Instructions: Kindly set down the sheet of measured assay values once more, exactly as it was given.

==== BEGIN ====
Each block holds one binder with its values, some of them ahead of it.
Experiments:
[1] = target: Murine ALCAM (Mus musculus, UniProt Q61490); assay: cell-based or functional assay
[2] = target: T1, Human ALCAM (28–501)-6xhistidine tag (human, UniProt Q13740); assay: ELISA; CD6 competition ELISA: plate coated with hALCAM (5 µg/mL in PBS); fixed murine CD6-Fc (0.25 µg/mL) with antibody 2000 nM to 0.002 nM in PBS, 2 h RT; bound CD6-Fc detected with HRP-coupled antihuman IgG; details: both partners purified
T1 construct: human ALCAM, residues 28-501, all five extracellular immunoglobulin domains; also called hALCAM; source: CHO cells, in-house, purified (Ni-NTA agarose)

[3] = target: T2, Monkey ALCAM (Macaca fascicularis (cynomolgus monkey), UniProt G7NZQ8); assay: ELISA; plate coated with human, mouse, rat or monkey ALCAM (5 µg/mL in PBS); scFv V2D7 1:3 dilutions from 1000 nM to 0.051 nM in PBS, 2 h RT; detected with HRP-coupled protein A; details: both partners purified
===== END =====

Each block holds one binder with its values, some of them ahead of it.
Experiments:
[1] = target: Murine ALCAM (Mus musculus, UniProt Q61490); assay: cell-based or functional assay
[2] = target: T1, Human ALCAM (28–501)-6xhistidine tag (human, UniProt Q13740); assay: ELISA; CD6 competition ELISA: plate coated with hALCAM (5 µg/mL in PBS); fixed murine CD6-Fc (0.25 µg/mL) with antibody 2000 nM to 0.002 nM in PBS, 2 h RT; bound CD6-Fc detected with HRP-coupled antihuman IgG; details: both partners purified
T1 construct: human ALCAM, residues 28-501, all five extracellular immunoglobulin domains; also called hALCAM; source: CHO cells, in-house, purified (Ni-NTA agarose)

[3] = target: T2, Monkey ALCAM (Macaca fascicularis (cynomolgus monkey), UniProt G7NZQ8); assay: ELISA; plate coated with human, mouse, rat or monkey ALCAM (5 µg/mL in PBS); scFv V2D7 1:3 dilutions from 1000 nM to 0.051 nM in PBS, 2 h RT; detected with HRP-coupled protein A; details: both partners purified